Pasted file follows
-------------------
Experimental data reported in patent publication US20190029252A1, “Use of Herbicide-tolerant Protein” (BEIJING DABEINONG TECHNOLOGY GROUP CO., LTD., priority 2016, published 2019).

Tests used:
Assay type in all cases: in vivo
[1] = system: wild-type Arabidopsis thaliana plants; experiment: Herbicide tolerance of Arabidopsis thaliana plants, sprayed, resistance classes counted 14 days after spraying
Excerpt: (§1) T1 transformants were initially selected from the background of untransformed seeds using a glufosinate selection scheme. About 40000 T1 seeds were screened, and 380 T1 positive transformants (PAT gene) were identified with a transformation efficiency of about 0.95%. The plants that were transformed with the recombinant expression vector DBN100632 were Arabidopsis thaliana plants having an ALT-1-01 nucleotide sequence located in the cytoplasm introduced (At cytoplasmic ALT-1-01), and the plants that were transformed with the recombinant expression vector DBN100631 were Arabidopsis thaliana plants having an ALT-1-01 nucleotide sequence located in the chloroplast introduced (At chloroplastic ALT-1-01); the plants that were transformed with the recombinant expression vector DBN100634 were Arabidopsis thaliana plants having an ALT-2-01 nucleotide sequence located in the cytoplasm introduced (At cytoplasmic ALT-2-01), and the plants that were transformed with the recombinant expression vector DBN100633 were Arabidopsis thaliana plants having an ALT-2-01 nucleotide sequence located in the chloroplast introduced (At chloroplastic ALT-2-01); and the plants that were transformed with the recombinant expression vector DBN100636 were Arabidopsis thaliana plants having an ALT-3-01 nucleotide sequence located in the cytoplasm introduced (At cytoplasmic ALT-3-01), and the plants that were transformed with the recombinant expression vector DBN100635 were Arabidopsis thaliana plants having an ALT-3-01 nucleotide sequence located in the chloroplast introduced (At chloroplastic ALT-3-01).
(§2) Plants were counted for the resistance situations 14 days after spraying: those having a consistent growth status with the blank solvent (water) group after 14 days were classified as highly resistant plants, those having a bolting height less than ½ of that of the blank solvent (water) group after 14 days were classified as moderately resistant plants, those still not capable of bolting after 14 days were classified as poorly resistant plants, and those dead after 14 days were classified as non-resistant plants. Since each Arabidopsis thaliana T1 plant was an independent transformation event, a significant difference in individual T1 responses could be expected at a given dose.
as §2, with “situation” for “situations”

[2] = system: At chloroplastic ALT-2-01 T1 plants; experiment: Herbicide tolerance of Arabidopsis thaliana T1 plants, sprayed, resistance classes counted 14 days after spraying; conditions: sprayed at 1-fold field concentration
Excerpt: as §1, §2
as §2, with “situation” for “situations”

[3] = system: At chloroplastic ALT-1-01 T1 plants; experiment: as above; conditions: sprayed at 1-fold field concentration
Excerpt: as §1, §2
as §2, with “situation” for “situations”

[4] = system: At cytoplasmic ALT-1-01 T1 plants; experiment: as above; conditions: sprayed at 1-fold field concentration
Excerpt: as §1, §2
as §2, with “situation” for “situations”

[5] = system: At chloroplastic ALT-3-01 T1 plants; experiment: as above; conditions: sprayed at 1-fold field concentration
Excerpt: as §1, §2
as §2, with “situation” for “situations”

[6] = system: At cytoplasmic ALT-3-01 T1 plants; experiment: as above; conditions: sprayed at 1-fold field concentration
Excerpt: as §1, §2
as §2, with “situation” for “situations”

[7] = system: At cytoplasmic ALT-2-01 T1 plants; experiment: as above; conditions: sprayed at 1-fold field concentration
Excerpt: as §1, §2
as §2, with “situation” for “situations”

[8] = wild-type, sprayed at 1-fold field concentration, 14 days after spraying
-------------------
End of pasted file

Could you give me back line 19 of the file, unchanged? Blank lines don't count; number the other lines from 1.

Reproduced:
as §2, with “situation” for “situations”